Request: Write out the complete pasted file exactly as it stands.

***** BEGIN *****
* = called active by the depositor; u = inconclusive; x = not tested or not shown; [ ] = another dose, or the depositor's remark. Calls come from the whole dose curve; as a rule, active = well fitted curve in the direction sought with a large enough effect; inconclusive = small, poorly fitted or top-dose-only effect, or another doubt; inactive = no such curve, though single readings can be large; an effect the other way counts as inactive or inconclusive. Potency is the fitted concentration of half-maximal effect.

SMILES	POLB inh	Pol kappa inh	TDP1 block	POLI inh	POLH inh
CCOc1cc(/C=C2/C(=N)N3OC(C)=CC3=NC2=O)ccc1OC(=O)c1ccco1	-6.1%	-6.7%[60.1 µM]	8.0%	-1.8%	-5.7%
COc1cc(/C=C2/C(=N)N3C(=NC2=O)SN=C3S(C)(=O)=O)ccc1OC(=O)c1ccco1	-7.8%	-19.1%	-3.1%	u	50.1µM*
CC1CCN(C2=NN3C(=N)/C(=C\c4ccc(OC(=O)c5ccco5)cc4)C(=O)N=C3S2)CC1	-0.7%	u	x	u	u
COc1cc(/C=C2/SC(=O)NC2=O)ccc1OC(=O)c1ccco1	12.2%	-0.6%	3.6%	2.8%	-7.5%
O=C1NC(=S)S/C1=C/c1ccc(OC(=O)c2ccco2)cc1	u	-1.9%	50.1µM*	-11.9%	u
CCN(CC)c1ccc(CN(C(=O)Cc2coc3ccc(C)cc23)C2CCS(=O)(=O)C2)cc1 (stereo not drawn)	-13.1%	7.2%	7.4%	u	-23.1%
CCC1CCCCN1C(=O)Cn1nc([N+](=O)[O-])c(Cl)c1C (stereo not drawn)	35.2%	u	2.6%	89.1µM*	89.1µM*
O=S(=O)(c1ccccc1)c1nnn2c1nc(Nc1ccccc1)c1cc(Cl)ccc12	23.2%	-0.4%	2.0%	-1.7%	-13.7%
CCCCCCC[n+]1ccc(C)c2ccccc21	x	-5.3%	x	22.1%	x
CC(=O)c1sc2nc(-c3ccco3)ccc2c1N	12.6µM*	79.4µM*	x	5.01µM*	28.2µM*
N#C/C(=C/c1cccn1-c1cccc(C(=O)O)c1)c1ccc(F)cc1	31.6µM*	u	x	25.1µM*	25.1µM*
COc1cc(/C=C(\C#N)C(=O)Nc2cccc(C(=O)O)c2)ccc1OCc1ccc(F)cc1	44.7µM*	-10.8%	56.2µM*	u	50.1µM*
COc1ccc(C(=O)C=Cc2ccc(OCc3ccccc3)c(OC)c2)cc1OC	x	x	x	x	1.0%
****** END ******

* = called active by the depositor; u = inconclusive; x = not tested or not shown; [ ] = another dose, or the depositor's remark. Calls come from the whole dose curve; as a rule, active = well fitted curve in the direction sought with a large enough effect; inconclusive = small, poorly fitted or top-dose-only effect, or another doubt; inactive = no such curve, though single readings can be large; an effect the other way counts as inactive or inconclusive. Potency is the fitted concentration of half-maximal effect.

SMILES	POLB inh	Pol kappa inh	TDP1 block	POLI inh	POLH inh
CCOc1cc(/C=C2/C(=N)N3OC(C)=CC3=NC2=O)ccc1OC(=O)c1ccco1	-6.1%	-6.7%[60.1 µM]	8.0%	-1.8%	-5.7%
COc1cc(/C=C2/C(=N)N3C(=NC2=O)SN=C3S(C)(=O)=O)ccc1OC(=O)c1ccco1	-7.8%	-19.1%	-3.1%	u	50.1µM*
CC1CCN(C2=NN3C(=N)/C(=C\c4ccc(OC(=O)c5ccco5)cc4)C(=O)N=C3S2)CC1	-0.7%	u	x	u	u
COc1cc(/C=C2/SC(=O)NC2=O)ccc1OC(=O)c1ccco1	12.2%	-0.6%	3.6%	2.8%	-7.5%
O=C1NC(=S)S/C1=C/c1ccc(OC(=O)c2ccco2)cc1	u	-1.9%	50.1µM*	-11.9%	u
CCN(CC)c1ccc(CN(C(=O)Cc2coc3ccc(C)cc23)C2CCS(=O)(=O)C2)cc1 (stereo not drawn)	-13.1%	7.2%	7.4%	u	-23.1%
CCC1CCCCN1C(=O)Cn1nc([N+](=O)[O-])c(Cl)c1C (stereo not drawn)	35.2%	u	2.6%	89.1µM*	89.1µM*
O=S(=O)(c1ccccc1)c1nnn2c1nc(Nc1ccccc1)c1cc(Cl)ccc12	23.2%	-0.4%	2.0%	-1.7%	-13.7%
CCCCCCC[n+]1ccc(C)c2ccccc21	x	-5.3%	x	22.1%	x
CC(=O)c1sc2nc(-c3ccco3)ccc2c1N	12.6µM*	79.4µM*	x	5.01µM*	28.2µM*
N#C/C(=C/c1cccn1-c1cccc(C(=O)O)c1)c1ccc(F)cc1	31.6µM*	u	x	25.1µM*	25.1µM*
COc1cc(/C=C(\C#N)C(=O)Nc2cccc(C(=O)O)c2)ccc1OCc1ccc(F)cc1	44.7µM*	-10.8%	56.2µM*	u	50.1µM*
COc1ccc(C(=O)C=Cc2ccc(OCc3ccccc3)c(OC)c2)cc1OC	x	x	x	x	1.0%